The state home department was directed to file a report in this regard by the next hearing on June 13.
The Madurai Bench of Madras High Court on Monday sought the state government’s response on whether it is willing to give investigating power and additional resources to special units like Anti Child Trafficking Units (ACTUs) in the state.
A Bench of justices R Suresh Kumar and KK Ramakrishnan raised the query after it was informed that there are 43 ACTUs in TN but they have not been declared as ‘police stations’ as per the Criminal Procedure Code (CrPC) and hence cannot conduct investigations.
The Bench, while hearing a batch of habeas corpus petitions, mainly involving minor girls’ missing cases, was of the opinion that there is an increase in the number of missing complaints relating to minor girls and also sexual exploitation of girls in the name of love affairs. To ascertain if the state police have special wings to tackle the issue, the judges had sought a status report from the Director General of Police in the previous hearing in April this year, on the number of special units formed relating to the issue, and their functions, among others.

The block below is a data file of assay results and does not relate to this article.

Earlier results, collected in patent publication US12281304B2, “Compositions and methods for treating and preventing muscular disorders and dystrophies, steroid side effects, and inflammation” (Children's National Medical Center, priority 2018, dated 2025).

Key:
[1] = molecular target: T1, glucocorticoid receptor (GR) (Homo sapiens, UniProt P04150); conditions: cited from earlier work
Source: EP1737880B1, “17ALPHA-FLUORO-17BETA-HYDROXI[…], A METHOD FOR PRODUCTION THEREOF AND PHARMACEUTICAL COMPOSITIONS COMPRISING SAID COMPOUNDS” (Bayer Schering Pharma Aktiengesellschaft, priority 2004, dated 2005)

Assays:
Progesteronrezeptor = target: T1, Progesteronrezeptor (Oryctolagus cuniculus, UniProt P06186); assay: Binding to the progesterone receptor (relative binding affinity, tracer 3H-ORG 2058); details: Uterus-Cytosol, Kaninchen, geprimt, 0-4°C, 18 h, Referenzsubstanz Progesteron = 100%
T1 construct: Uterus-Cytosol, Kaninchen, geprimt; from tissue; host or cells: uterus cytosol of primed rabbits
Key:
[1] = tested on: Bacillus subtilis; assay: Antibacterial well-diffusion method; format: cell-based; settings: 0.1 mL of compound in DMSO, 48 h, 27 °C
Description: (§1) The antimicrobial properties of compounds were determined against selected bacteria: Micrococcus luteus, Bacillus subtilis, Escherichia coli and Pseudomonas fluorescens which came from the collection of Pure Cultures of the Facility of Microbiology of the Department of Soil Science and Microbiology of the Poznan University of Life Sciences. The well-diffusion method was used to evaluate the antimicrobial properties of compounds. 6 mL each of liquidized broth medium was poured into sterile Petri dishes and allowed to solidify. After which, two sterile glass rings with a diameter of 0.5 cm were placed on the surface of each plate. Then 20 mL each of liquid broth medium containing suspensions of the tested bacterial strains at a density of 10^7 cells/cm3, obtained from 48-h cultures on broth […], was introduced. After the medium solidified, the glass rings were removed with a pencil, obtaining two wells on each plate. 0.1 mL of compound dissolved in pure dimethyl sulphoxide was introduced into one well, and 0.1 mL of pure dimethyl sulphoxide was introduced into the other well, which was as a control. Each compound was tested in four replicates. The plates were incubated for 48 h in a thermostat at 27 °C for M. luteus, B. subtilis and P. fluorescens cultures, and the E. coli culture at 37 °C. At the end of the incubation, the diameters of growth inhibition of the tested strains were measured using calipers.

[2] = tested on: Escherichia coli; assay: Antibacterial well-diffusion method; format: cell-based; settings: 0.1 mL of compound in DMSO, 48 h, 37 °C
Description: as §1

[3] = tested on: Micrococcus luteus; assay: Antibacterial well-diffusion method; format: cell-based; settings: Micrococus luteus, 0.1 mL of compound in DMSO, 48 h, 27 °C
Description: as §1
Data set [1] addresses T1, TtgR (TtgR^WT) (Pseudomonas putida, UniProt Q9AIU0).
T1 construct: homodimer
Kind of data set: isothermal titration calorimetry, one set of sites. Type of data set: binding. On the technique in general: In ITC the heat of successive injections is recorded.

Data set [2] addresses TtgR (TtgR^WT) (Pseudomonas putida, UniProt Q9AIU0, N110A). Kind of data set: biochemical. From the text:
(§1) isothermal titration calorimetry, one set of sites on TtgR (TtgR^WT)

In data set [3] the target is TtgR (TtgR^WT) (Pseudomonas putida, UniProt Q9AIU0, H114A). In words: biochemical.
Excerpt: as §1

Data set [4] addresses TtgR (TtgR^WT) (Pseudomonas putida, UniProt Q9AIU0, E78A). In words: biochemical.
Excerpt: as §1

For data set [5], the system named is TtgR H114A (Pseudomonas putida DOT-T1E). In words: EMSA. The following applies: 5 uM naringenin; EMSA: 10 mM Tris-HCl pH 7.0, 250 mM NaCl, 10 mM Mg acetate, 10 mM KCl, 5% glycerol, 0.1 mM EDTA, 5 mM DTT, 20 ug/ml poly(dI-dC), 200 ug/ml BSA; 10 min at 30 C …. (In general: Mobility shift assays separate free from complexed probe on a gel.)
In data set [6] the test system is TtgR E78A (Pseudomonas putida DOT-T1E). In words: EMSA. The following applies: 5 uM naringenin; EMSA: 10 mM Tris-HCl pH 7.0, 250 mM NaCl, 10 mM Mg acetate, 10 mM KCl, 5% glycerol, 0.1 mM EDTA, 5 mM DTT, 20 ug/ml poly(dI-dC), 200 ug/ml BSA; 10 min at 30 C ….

Pursuant to this, the Assistant Inspector General of Police, High Court Cases Monitoring Cell of the DGP office had filed a report on Monday stating that there are 32 Anti-Human Trafficking Units (AHTUs) and 43 ACTUs (sub-unit of AHTU) in Tamil Nadu. While each AHTU will have an inspector, five sub-inspectors, four head constables, and four police constables, each ACTU will consist of an inspector, a sub-inspector, a head constable, and two police constables, the report said, adding that these units assist the regular police in dealing with anti-human trafficking and anti-child trafficking cases.
Perusing the report, the judges noted that the special units had been formed based on a suggestion made by a coordinate bench of the court in a habeas corpus petition seven years ago. Though the Bench had actually made the suggestion so that the ACTUs could investigate the child missing and trafficking cases, the units have never been conferred the power of investigation because they have not been so far declared as ‘police stations’, the judges observed, adding that this defeats the very purpose of constituting ACTUs.
Moreover, regular police stations are overburdened with several duties and it would not be possible for them to complete investigations in child missing cases in a speedy manner, the judges further opined. They, therefore, expressed that special units like AHTUs and ACTUs should be declared as ‘police stations’ under CrPC and should be given investigating power and sought the state government’s stand on the matter. The state home department was directed to file a report in this regard by the next hearing on June 13.